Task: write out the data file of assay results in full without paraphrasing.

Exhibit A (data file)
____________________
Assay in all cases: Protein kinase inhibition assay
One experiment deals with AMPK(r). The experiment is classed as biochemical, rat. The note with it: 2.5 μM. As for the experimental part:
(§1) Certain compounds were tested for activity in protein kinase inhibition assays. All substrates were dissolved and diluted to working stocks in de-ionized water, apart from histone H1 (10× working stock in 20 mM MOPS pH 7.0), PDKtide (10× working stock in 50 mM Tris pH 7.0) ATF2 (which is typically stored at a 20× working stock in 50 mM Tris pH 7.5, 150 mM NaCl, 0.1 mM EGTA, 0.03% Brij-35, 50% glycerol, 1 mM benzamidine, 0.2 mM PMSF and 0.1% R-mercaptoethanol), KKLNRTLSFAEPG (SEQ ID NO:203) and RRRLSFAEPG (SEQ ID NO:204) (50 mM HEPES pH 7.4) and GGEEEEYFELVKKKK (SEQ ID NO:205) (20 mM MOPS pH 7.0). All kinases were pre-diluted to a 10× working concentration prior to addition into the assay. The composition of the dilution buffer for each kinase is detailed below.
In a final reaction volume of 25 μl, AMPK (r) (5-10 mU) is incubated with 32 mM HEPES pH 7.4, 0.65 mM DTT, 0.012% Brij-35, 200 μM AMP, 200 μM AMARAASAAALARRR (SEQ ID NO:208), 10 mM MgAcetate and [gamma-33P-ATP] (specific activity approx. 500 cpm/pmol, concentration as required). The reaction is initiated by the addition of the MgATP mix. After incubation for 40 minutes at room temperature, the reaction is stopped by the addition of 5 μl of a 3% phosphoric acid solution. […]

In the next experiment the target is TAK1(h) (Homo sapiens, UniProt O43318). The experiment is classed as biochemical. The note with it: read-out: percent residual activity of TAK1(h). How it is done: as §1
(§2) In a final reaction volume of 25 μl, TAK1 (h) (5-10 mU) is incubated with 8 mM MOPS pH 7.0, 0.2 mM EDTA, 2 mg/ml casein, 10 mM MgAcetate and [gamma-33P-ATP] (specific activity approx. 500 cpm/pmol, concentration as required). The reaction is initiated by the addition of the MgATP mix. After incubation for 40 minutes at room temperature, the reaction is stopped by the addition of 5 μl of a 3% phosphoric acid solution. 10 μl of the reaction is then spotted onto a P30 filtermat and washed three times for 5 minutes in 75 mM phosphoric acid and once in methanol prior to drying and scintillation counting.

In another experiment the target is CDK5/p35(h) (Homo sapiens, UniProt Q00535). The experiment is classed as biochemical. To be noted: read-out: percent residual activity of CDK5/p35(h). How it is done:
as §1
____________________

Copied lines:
Assay in all cases: Protein kinase inhibition assay
One experiment deals with AMPK(r). The experiment is classed as biochemical, rat. The note with it: 2.5 μM. As for the experimental part:
(§1) Certain compounds were tested for activity in protein kinase inhibition assays. All substrates were dissolved and diluted to working stocks in de-ionized water, apart from histone H1 (10× working stock in 20 mM MOPS pH 7.0), PDKtide (10× working stock in 50 mM Tris pH 7.0) ATF2 (which is typically stored at a 20× working stock in 50 mM Tris pH 7.5, 150 mM NaCl, 0.1 mM EGTA, 0.03% Brij-35, 50% glycerol, 1 mM benzamidine, 0.2 mM PMSF and 0.1% R-mercaptoethanol), KKLNRTLSFAEPG (SEQ ID NO:203) and RRRLSFAEPG (SEQ ID NO:204) (50 mM HEPES pH 7.4) and GGEEEEYFELVKKKK (SEQ ID NO:205) (20 mM MOPS pH 7.0). All kinases were pre-diluted to a 10× working concentration prior to addition into the assay. The composition of the dilution buffer for each kinase is detailed below.
In a final reaction volume of 25 μl, AMPK (r) (5-10 mU) is incubated with 32 mM HEPES pH 7.4, 0.65 mM DTT, 0.012% Brij-35, 200 μM AMP, 200 μM AMARAASAAALARRR (SEQ ID NO:208), 10 mM MgAcetate and [gamma-33P-ATP] (specific activity approx. 500 cpm/pmol, concentration as required). The reaction is initiated by the addition of the MgATP mix. After incubation for 40 minutes at room temperature, the reaction is stopped by the addition of 5 μl of a 3% phosphoric acid solution. […]

In the next experiment the target is TAK1(h) (Homo sapiens, UniProt O43318). The experiment is classed as biochemical. The note with it: read-out: percent residual activity of TAK1(h). How it is done: as §1
(§2) In a final reaction volume of 25 μl, TAK1 (h) (5-10 mU) is incubated with 8 mM MOPS pH 7.0, 0.2 mM EDTA, 2 mg/ml casein, 10 mM MgAcetate and [gamma-33P-ATP] (specific activity approx. 500 cpm/pmol, concentration as required). The reaction is initiated by the addition of the MgATP mix. After incubation for 40 minutes at room temperature, the reaction is stopped by the addition of 5 μl of a 3% phosphoric acid solution. 10 μl of the reaction is then spotted onto a P30 filtermat and washed three times for 5 minutes in 75 mM phosphoric acid and once in methanol prior to drying and scintillation counting.

In another experiment the target is CDK5/p35(h) (Homo sapiens, UniProt Q00535). The experiment is classed as biochemical. To be noted: read-out: percent residual activity of CDK5/p35(h). How it is done:
as §1